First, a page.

KEUNEMAN J.—The King v. Appuhamy.
1938Present: Keuneman J.
THE KING v. APPUHAMY.P. C. Avissawella, 17,963.
Evidence—Signs made by a deaf and dumb person—Interpretation of signs bywitnesses—Signs do not amount to oral testimony—Confession—Evi-dence Ordinance, s. 17.
The interpretation by a witness of the signs made by a deaf and dumbpei'son is not admissible evidence.
Such signs do not amount to an oral.statement within the meaning ofsection 17 (1) of the Evidence Ordinance.
HIS was a reference to the Supreme Court by the Police Court ofAvissawella* under section 288 of the Criminal Procedure Code.
. D. W. Fernando, as amicus curiae.
■ Marshall Pulle, C.C., for Attorney-General.
Cur. adv. vult.
September 18, 1938: Keuneman J.—
. This is a reference by the learned Magistrate under section 288 of theCriminal Procedure Code. The accused in the case was deaf and dumbfrom birth and is unable to read or write, and it has not been foundpossible to make him understand the nature of the proceedings or to findanyone who can interpret to him the evidence in the case. The accusedwas undefended. The charge is causing mischief by fire. The evidenceso far as it goes appears to negative insanity, but there is no medicalevidence in the case. The accused has been committed for trial in thehigher Court.
KEUNEMAN J.—The King v. Appuhamy.
l set the matter down for hearing as I was not satisfied that there waslegal evidence on which the committal could be made, and I am indebtedto Counsel who appeared as amicus curiae and for the Crown for theirhelp in elucidating this matter.
The on^ evidence to justify the committal, as far as I can see, is theevidence off Ukkuhamy, the elder brother of the accused. “ On June 6,1938, at aboflt 1 a.m. this accused came to my house when I was asleepand put me tip by shouting loud and by means of signs he made meunderstand that he had set fire to the school, and called me to accom-pany him to the Kuruwita Police Station. He also made me understandthat he had set fire to the school as the boys in the school were teasing himas his hair had been cropped very short . . … Accused also mademe understand that he set fire to the school owing to another reason, viz.,because the Arachchi had failed to take any steps in the case where he hadbeen assaulted. This is what I understood from his signs as far as I wasable to do so ”.
The point for consideration is whether this evidence is admissibleevidence. The only evidence tendered is that a particular witnessinterpreted the signs made in a particular manner, but there is no evidencethat the witness reproduced those signs in Court, or that the Court madeany attempt to interpret these signs. I do not think that the interpre-tation of the signs given by Ukkuhamy is admissible evidence. InAlesandiri v. The King ’, Soertsz J. in dealing with a different matter, viz.,signs made by a dying person in answer to a question put to him, ruledthat evidence as to the signs made in reply to the question was admissiblebut that statements of witnesses as. to what interpretation they put on thesigns were not admissible. The Privy Council did not differ from orcriticise the correctness of this finding.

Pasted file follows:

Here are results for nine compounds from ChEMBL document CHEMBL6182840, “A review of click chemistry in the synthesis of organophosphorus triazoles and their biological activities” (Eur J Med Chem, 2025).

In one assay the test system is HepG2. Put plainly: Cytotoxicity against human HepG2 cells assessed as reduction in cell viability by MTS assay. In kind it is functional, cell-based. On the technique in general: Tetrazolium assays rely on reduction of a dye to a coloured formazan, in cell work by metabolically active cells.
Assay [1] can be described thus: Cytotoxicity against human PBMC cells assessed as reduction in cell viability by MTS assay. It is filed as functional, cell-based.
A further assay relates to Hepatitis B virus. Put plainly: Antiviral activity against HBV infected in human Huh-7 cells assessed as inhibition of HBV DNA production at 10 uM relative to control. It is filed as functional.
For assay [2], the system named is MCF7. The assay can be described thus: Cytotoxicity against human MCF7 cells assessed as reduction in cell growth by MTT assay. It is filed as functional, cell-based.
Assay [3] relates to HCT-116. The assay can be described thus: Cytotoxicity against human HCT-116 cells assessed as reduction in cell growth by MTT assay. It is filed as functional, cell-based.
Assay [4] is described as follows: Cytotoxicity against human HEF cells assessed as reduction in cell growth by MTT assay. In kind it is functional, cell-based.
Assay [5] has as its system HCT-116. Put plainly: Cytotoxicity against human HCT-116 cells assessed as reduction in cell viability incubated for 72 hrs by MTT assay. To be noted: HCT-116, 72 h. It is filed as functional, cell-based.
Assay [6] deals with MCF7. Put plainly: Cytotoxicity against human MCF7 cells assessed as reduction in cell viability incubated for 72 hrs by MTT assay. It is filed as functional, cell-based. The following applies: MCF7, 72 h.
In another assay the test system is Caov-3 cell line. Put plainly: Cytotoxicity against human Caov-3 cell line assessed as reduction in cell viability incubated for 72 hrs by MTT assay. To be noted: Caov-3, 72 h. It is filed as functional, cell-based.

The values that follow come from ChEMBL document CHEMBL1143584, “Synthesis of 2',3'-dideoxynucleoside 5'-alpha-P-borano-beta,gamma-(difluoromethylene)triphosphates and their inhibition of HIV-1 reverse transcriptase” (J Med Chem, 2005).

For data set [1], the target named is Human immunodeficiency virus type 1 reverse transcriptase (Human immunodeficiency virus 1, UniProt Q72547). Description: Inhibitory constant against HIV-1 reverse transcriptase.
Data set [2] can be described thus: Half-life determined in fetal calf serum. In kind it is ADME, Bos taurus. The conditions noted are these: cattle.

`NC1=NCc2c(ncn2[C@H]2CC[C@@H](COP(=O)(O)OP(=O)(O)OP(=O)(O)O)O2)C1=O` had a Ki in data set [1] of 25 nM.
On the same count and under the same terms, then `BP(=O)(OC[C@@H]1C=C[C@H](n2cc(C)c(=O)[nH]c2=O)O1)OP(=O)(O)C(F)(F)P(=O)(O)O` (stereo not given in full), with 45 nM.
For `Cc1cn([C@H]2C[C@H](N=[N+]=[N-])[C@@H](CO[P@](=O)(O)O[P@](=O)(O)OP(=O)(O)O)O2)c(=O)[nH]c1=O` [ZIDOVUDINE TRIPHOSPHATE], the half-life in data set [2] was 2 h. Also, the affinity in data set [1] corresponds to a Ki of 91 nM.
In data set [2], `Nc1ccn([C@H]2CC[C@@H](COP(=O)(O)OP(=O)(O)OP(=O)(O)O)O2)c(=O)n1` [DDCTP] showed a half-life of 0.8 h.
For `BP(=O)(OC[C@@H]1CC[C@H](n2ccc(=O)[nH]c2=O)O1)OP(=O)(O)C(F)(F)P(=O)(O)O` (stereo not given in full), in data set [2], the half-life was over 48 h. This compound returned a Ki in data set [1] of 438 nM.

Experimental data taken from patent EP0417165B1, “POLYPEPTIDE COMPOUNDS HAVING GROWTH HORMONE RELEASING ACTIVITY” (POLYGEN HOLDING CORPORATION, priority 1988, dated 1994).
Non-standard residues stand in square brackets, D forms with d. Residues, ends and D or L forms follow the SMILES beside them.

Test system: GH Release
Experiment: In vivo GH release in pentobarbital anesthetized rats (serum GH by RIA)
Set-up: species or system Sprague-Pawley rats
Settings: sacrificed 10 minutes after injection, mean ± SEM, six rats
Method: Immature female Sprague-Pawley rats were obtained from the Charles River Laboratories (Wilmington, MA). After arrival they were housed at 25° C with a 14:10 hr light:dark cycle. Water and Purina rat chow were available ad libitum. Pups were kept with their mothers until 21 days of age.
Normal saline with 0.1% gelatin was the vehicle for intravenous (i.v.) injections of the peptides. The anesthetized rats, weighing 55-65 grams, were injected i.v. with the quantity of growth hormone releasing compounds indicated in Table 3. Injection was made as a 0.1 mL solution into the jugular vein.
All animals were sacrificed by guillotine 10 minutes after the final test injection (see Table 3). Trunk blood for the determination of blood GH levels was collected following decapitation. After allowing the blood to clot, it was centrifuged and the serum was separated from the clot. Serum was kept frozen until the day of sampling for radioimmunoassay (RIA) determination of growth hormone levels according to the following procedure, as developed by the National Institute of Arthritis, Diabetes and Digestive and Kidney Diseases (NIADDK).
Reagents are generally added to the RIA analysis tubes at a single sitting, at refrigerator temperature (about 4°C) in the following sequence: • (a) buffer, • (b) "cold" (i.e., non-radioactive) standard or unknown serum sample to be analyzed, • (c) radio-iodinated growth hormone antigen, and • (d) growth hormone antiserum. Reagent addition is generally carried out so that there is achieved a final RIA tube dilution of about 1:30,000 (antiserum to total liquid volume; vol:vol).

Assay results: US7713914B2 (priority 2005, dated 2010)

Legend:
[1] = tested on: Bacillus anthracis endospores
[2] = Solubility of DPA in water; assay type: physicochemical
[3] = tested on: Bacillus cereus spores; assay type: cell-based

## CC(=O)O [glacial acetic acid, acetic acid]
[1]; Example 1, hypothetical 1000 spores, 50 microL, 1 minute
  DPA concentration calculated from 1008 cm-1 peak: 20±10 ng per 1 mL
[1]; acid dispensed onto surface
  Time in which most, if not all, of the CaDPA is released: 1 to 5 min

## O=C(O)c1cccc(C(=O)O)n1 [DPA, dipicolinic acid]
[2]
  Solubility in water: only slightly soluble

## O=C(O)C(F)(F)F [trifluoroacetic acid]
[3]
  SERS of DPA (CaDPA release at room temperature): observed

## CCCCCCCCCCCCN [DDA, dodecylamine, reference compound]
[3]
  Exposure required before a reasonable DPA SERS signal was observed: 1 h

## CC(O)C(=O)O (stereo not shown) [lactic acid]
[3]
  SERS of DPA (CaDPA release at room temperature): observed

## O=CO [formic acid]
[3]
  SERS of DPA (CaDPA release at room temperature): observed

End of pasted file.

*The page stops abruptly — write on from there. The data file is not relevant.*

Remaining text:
The further question is whether evidence of signs made by the accusedwould amount to an “ oral ” statement within the meaning of section 17of the Evidence Ordinance. Section 17 (1) speaks of an admission beinga statement “oral or documentary”. Section 17(2) states that a
confession is an admission.
In Alesandiri v. The King (supra) the. Privy Council had to interpretnot section 17 but section 32. They held that a sign made by a dyingperson in response to a question was a “ verbal ” statement under section32. They added:“ It is to be observed that in the section the word used
is * verbal1 and not ‘ oral ’ which is used elsewhere in the Ordinance, e.g.,in section 3 and section 119, in reference to evidence given in Court. Itis unnecessary to decide whether the question put ‘ was it Alesandiri ? ’and the nod of assent would have constituted an oral statement made bythe deceased, but their Lordships are clearly of opinion that it constituteda verbal statement made by her”.
In Queen Empress v. Abdulla *, Petheram C.J. said :“ ‘ Verval ’ means
by words. It is not necessary that the words should be spoken. If theterm used in the section was ‘ oral ’ it might be that the statement mustbe confined to words spoken by the" mouth. But the meaning of ‘ verbal ’is something wider”.
i 38 N. L. R. 257.
= I. L. R. 1 All. 385.
374’ WIJEYEWARDENE A.J.—Ibrahim Saibo v. Commissioner of Stamps.-
In this case there is a complete absence of evidence as to what the“ signs ” made by the accused to his brother were. It does not appearlikely that the statement of the accused was “ oral ” in the sense of“ words spoken by the mouth Even if “ oral ” can be given anextended meaning, there is no evidence of ‘ signs ’ which can comewithin such extended meaning.
Crown Counsel has referred me to section 8 of the Evidence Ordinanceand argued that the ‘ signs ’ if proved may be conduct within the meaningof that section and admissible as such.
In this case I cannot see that the conduct of the accused is relevant,once the alleged ‘ statement ’ is shut out, or points with any reasonablecertainty to his guilt.
I think the accused in this case is entitled to a discharge, and I orderthat he be discharged.
THE KING v. APPUHAMY